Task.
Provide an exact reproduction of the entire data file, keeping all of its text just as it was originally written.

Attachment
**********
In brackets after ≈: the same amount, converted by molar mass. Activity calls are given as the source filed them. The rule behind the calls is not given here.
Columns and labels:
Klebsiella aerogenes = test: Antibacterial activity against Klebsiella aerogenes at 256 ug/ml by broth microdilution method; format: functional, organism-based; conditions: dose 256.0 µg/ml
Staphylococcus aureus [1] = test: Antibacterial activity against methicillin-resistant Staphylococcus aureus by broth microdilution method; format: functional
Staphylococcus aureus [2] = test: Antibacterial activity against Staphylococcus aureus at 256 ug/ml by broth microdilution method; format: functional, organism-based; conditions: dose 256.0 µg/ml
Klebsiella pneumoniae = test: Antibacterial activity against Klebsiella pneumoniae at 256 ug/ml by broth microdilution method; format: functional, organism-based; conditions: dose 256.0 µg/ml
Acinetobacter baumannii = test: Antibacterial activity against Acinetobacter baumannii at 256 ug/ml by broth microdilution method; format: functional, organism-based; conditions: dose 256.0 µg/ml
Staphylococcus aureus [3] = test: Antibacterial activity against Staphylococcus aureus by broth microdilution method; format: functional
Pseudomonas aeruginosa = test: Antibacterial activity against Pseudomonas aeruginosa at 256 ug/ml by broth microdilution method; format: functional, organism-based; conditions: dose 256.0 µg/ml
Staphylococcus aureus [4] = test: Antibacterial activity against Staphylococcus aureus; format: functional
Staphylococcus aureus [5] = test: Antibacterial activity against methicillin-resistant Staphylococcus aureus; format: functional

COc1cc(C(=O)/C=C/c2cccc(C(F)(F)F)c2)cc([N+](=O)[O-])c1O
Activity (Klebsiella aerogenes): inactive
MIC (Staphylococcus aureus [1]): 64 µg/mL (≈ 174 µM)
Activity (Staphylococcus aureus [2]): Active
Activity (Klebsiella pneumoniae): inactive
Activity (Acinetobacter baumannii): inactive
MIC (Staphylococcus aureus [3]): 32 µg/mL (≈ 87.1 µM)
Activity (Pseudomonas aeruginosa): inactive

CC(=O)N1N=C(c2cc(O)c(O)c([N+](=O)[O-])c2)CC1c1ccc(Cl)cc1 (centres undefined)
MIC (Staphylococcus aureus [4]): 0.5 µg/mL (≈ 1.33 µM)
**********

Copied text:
In brackets after ≈: the same amount, converted by molar mass. Activity calls are given as the source filed them. The rule behind the calls is not given here.
Columns and labels:
Klebsiella aerogenes = test: Antibacterial activity against Klebsiella aerogenes at 256 ug/ml by broth microdilution method; format: functional, organism-based; conditions: dose 256.0 µg/ml
Staphylococcus aureus [1] = test: Antibacterial activity against methicillin-resistant Staphylococcus aureus by broth microdilution method; format: functional
Staphylococcus aureus [2] = test: Antibacterial activity against Staphylococcus aureus at 256 ug/ml by broth microdilution method; format: functional, organism-based; conditions: dose 256.0 µg/ml
Klebsiella pneumoniae = test: Antibacterial activity against Klebsiella pneumoniae at 256 ug/ml by broth microdilution method; format: functional, organism-based; conditions: dose 256.0 µg/ml
Acinetobacter baumannii = test: Antibacterial activity against Acinetobacter baumannii at 256 ug/ml by broth microdilution method; format: functional, organism-based; conditions: dose 256.0 µg/ml
Staphylococcus aureus [3] = test: Antibacterial activity against Staphylococcus aureus by broth microdilution method; format: functional
Pseudomonas aeruginosa = test: Antibacterial activity against Pseudomonas aeruginosa at 256 ug/ml by broth microdilution method; format: functional, organism-based; conditions: dose 256.0 µg/ml
Staphylococcus aureus [4] = test: Antibacterial activity against Staphylococcus aureus; format: functional
Staphylococcus aureus [5] = test: Antibacterial activity against methicillin-resistant Staphylococcus aureus; format: functional

COc1cc(C(=O)/C=C/c2cccc(C(F)(F)F)c2)cc([N+](=O)[O-])c1O
Activity (Klebsiella aerogenes): inactive
MIC (Staphylococcus aureus [1]): 64 µg/mL (≈ 174 µM)
Activity (Staphylococcus aureus [2]): Active
Activity (Klebsiella pneumoniae): inactive
Activity (Acinetobacter baumannii): inactive
MIC (Staphylococcus aureus [3]): 32 µg/mL (≈ 87.1 µM)
Activity (Pseudomonas aeruginosa): inactive

CC(=O)N1N=C(c2cc(O)c(O)c([N+](=O)[O-])c2)CC1c1ccc(Cl)cc1 (centres undefined)
MIC (Staphylococcus aureus [4]): 0.5 µg/mL (≈ 1.33 µM)